Fleet News

Electric LDV vans on trial with demanding fleets

TRIALS of battery-powered LDV Convoy vans fitted with an on-board recharging unit are to be conducted by Merseytravel and the Royal Mail. With new technology removing the need for expensive roadside charging units, the trials have been heralded as the most significant for encouraging the use of electric vehicles by UK fleets.

Three vehicles equipped with EA Technology's Wavedriver fast-charging and power management system will join Merseytravel's utility fleet on trial and in two months' time two of those vehicles will be tested in London by the Royal Mail for six months in London.

The trials will be the first time that operational tests have been carried out on panel van battery-powered vehicles which, says EA Technology, offer performance that is comparable with conventionally-powered vehicles and a range of about 50 miles.

The trial is part of a Powershift programme agreed and part-funded by the Energy Saving Trust to confirm the suitability of Wavedriver for commercial and public service vehicles. If approved, Wavedriver-equipped vehicles will be added to Powershift's register of low-emission models and will go into full commercial production.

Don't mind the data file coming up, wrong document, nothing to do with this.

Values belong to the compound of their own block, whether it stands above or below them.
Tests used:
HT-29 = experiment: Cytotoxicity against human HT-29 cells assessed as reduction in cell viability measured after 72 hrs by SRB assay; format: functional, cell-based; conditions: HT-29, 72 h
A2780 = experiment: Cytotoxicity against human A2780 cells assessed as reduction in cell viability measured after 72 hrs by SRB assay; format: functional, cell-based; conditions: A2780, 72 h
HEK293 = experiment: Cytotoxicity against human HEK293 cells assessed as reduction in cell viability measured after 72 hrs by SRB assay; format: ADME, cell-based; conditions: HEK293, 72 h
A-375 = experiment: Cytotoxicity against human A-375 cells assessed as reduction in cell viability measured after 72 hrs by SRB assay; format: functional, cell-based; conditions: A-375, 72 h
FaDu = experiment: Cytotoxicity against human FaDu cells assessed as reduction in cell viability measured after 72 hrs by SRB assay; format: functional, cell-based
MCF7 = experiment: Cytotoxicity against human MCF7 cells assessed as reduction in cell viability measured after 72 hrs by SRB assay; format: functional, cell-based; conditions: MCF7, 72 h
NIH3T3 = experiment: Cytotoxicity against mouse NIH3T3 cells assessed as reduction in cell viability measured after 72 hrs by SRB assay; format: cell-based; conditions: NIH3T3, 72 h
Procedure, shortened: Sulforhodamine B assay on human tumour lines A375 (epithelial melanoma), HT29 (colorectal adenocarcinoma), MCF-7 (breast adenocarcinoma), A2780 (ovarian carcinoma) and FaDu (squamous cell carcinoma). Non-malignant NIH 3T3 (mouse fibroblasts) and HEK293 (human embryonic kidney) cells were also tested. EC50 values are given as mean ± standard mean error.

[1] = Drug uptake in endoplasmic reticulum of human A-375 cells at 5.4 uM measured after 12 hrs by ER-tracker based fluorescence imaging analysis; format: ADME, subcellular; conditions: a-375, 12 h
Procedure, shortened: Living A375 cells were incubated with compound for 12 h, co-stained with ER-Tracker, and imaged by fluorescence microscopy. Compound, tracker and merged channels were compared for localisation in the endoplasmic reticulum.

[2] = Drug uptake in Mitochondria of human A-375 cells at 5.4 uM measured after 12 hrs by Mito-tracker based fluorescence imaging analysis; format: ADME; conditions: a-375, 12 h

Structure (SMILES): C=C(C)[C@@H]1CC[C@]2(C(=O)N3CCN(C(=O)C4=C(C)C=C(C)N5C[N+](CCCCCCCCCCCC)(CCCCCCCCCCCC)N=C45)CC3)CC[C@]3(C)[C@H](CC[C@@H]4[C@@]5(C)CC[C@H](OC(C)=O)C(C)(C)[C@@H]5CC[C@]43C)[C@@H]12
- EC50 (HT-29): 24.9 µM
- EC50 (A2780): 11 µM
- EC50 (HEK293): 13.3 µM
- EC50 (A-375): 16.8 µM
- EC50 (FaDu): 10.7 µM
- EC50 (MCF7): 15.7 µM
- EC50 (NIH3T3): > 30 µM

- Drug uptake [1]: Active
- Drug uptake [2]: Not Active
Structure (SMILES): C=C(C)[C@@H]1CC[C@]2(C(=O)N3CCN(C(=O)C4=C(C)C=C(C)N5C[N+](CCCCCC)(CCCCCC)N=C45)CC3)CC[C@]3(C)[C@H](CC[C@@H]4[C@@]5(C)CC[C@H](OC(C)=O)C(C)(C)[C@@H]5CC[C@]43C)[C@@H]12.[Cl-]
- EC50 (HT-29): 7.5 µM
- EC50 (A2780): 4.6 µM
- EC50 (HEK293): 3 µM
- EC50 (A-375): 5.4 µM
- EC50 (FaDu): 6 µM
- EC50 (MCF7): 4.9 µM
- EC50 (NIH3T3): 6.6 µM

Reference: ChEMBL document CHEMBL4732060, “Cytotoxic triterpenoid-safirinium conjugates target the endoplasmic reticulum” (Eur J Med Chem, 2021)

Royal Mail head of fleet Mike Horlor said: 'The Wavedriver LDV will join our London fleet and will carry out delivery duties under arduous working conditions. Wavedriver technology shows excellent promise in advancing the practicality of electric vehicles and we will be studying very closely its real-world performance and potential costs.'

The Royal Mail's fleet - 28,000 vehicles - is a regular test-bed for alternatively-fuelled vehicles and it presently operates a nine-vehicle electric van fleet.

The only electric vehicles presently on the Powershift register are the Peugeot 106 and Partner and Citroen Berlingo and Jonathan Murray, head of transport projects at the Energy Saving Trust, said: 'A lot of fleets are expressing a great deal of interest in electric delivery vans of this size. Because the Wavedriver technology removes the need for roadside recharging infrastructure the trials represent a big step forward for electric vehicles in the UK.'

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Comments

  • malcolm mummery - 13/10/2016 16:40

    i was extremely disappointed when l.d.v.vans were closed down especially as they were pioneering electric vans and appeared to be leading the way. Its funny how the Chinese can take our failed companies and turn them around and sell the products we used to make back to us . does not anybody question this?

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